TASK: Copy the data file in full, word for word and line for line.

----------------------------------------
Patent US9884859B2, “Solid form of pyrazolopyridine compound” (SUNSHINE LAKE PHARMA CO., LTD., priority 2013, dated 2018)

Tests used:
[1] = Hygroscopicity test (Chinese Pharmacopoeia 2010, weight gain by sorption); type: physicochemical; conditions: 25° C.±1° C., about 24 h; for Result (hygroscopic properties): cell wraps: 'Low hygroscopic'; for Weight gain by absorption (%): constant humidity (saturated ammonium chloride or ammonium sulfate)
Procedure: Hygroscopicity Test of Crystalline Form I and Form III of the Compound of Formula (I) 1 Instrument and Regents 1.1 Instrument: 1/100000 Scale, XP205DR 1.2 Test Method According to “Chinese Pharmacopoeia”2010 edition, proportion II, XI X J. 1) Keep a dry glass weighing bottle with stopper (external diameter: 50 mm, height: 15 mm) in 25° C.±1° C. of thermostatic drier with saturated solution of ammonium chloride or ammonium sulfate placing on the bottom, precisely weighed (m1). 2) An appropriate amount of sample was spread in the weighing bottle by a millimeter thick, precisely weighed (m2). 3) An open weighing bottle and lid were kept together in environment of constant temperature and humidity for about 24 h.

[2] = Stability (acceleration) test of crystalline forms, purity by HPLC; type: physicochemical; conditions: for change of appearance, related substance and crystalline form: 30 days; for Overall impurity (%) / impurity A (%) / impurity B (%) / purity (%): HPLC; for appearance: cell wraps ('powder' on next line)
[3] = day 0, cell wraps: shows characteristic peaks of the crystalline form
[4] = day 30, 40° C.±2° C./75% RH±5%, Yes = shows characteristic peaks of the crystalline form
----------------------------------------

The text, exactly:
Patent US9884859B2, “Solid form of pyrazolopyridine compound” (SUNSHINE LAKE PHARMA CO., LTD., priority 2013, dated 2018)

Tests used:
[1] = Hygroscopicity test (Chinese Pharmacopoeia 2010, weight gain by sorption); type: physicochemical; conditions: 25° C.±1° C., about 24 h; for Result (hygroscopic properties): cell wraps: 'Low hygroscopic'; for Weight gain by absorption (%): constant humidity (saturated ammonium chloride or ammonium sulfate)
Procedure: Hygroscopicity Test of Crystalline Form I and Form III of the Compound of Formula (I) 1 Instrument and Regents 1.1 Instrument: 1/100000 Scale, XP205DR 1.2 Test Method According to “Chinese Pharmacopoeia”2010 edition, proportion II, XI X J. 1) Keep a dry glass weighing bottle with stopper (external diameter: 50 mm, height: 15 mm) in 25° C.±1° C. of thermostatic drier with saturated solution of ammonium chloride or ammonium sulfate placing on the bottom, precisely weighed (m1). 2) An appropriate amount of sample was spread in the weighing bottle by a millimeter thick, precisely weighed (m2). 3) An open weighing bottle and lid were kept together in environment of constant temperature and humidity for about 24 h.

[2] = Stability (acceleration) test of crystalline forms, purity by HPLC; type: physicochemical; conditions: for change of appearance, related substance and crystalline form: 30 days; for Overall impurity (%) / impurity A (%) / impurity B (%) / purity (%): HPLC; for appearance: cell wraps ('powder' on next line)
[3] = day 0, cell wraps: shows characteristic peaks of the crystalline form
[4] = day 30, 40° C.±2° C./75% RH±5%, Yes = shows characteristic peaks of the crystalline form